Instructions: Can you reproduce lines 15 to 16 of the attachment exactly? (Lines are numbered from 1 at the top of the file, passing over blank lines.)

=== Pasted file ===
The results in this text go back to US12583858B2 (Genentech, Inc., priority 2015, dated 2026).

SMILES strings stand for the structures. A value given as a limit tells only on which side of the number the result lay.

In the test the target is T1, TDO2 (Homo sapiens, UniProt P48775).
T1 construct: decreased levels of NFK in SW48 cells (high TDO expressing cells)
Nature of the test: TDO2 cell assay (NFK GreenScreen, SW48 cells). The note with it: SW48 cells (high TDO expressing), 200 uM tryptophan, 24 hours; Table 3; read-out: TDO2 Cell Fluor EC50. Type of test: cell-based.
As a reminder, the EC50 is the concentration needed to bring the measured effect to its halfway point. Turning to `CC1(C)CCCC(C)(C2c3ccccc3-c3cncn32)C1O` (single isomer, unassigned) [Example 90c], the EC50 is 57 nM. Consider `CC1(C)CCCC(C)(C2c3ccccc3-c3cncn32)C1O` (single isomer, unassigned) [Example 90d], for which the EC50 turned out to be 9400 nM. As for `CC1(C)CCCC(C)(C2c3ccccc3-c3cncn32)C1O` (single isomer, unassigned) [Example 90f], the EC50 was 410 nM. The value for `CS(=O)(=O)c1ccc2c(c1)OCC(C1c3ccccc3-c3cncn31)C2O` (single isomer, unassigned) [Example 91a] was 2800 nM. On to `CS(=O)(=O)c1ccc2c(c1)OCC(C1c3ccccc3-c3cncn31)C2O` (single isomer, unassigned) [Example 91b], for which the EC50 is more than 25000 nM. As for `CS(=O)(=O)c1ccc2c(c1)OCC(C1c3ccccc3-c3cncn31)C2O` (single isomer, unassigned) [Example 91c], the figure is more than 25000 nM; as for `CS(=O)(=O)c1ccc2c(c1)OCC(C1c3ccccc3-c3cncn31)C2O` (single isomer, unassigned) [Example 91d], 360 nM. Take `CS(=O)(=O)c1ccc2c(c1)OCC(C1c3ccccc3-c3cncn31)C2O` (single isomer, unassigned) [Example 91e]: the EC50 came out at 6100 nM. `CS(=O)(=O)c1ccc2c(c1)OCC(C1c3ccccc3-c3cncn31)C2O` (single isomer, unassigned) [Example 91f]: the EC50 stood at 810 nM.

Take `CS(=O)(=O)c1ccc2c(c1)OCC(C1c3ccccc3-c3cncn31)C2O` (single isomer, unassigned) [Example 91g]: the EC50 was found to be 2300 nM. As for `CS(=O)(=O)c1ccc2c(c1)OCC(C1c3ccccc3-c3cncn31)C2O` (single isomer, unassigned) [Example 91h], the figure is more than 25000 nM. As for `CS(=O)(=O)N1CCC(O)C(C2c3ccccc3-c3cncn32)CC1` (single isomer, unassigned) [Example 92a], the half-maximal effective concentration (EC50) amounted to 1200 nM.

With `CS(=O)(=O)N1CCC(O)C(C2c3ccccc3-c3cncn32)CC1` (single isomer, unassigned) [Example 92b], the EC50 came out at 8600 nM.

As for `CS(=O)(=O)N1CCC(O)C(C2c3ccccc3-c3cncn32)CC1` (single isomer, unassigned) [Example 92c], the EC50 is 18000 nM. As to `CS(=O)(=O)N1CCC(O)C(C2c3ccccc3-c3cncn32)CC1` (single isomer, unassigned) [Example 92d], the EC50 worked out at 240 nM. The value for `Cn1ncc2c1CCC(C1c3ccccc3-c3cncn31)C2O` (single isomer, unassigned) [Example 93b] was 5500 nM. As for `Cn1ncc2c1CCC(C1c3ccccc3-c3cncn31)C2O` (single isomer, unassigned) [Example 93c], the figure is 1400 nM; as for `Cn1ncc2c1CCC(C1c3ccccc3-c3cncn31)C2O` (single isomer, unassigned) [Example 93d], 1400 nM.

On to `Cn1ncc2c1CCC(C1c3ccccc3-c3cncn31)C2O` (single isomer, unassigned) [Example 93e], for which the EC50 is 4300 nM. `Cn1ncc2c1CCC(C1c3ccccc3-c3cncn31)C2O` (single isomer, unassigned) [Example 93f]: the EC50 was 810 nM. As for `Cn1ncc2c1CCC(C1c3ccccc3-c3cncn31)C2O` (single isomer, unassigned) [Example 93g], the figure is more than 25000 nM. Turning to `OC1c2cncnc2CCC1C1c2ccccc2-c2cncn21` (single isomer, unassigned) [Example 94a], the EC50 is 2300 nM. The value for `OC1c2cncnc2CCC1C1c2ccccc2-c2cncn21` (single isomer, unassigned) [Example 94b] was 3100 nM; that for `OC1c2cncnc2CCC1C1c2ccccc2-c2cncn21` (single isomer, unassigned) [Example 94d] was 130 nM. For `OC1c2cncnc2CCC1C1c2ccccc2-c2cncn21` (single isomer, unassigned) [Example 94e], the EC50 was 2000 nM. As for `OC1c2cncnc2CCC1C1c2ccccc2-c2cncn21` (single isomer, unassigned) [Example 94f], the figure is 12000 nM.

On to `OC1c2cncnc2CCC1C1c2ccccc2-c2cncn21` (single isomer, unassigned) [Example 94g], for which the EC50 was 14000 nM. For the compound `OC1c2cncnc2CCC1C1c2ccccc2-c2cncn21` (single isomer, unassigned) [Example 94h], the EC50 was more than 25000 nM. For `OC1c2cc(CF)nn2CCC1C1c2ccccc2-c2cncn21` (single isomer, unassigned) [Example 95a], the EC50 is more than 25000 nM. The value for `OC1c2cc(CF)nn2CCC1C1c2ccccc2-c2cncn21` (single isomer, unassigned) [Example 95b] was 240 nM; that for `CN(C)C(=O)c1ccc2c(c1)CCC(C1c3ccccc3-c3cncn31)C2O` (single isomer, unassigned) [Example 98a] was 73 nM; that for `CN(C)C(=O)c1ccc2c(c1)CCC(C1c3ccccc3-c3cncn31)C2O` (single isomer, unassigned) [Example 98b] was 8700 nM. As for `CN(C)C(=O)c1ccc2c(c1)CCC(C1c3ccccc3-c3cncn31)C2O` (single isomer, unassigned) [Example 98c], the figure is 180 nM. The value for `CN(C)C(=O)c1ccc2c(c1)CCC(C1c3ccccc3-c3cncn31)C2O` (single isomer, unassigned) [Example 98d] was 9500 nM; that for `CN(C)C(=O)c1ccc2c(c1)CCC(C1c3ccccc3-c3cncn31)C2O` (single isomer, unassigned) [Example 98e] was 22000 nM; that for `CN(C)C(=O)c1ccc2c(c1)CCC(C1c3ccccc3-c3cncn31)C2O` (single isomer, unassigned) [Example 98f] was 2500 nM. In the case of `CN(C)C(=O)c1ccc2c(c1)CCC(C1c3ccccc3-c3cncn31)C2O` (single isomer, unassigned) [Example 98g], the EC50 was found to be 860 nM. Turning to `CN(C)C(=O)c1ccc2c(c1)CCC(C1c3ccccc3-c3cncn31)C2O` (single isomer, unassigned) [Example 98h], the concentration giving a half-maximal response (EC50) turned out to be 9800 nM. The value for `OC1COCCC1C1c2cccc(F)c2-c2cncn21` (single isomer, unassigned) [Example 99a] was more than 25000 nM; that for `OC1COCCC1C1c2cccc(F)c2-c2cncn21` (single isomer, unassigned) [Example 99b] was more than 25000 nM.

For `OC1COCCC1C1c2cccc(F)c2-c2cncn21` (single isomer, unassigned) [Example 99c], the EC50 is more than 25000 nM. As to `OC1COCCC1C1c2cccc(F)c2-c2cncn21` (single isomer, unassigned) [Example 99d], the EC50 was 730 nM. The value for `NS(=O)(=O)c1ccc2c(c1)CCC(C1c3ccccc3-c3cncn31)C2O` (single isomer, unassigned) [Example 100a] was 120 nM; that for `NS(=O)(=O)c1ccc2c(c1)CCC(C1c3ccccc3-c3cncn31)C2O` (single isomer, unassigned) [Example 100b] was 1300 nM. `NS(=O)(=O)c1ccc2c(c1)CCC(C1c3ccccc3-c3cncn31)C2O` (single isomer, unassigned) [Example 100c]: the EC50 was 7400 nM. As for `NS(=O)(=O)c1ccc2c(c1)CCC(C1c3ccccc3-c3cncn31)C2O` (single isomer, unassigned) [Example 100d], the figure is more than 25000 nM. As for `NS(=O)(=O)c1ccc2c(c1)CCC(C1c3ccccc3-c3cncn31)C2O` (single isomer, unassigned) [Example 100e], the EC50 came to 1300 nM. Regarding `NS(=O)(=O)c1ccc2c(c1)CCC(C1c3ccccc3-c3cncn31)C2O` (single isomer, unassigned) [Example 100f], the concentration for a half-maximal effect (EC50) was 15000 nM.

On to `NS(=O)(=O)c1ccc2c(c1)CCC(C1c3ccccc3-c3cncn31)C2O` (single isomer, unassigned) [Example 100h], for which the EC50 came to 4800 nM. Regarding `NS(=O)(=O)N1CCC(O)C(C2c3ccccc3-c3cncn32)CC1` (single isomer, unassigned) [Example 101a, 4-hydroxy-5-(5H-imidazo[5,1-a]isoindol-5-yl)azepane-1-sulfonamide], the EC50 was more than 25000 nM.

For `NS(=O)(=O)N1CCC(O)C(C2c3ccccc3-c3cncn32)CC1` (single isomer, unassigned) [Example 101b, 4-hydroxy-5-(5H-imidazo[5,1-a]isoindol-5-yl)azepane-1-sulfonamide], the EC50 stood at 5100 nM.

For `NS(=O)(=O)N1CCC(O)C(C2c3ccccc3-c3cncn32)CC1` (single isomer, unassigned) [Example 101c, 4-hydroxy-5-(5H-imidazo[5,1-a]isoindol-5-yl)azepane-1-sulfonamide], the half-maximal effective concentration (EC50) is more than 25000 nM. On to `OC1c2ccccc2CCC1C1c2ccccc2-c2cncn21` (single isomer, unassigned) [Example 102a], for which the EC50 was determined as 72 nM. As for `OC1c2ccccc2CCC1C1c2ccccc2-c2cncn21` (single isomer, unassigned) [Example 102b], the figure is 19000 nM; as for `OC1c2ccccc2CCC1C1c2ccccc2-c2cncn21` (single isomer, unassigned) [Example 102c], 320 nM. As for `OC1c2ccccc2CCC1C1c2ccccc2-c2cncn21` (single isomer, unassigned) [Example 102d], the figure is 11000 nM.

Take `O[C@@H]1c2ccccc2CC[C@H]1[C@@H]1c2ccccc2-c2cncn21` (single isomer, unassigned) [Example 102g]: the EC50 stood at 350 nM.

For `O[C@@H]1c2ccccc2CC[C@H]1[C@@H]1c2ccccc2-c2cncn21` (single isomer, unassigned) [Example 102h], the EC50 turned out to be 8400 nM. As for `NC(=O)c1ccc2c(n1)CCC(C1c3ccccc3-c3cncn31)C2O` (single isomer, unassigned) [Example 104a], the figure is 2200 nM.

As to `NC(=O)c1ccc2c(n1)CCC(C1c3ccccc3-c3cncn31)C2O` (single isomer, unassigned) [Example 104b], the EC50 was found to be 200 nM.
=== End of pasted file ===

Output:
For `NS(=O)(=O)N1CCC(O)C(C2c3ccccc3-c3cncn32)CC1` (single isomer, unassigned) [Example 101c, 4-hydroxy-5-(5H-imidazo[5,1-a]isoindol-5-yl)azepane-1-sulfonamide], the half-maximal effective concentration (EC50) is more than 25000 nM. On to `OC1c2ccccc2CCC1C1c2ccccc2-c2cncn21` (single isomer, unassigned) [Example 102a], for which the EC50 was determined as 72 nM. As for `OC1c2ccccc2CCC1C1c2ccccc2-c2cncn21` (single isomer, unassigned) [Example 102b], the figure is 19000 nM; as for `OC1c2ccccc2CCC1C1c2ccccc2-c2cncn21` (single isomer, unassigned) [Example 102c], 320 nM. As for `OC1c2ccccc2CCC1C1c2ccccc2-c2cncn21` (single isomer, unassigned) [Example 102d], the figure is 11000 nM.

Take `O[C@@H]1c2ccccc2CC[C@H]1[C@@H]1c2ccccc2-c2cncn21` (single isomer, unassigned) [Example 102g]: the EC50 stood at 350 nM.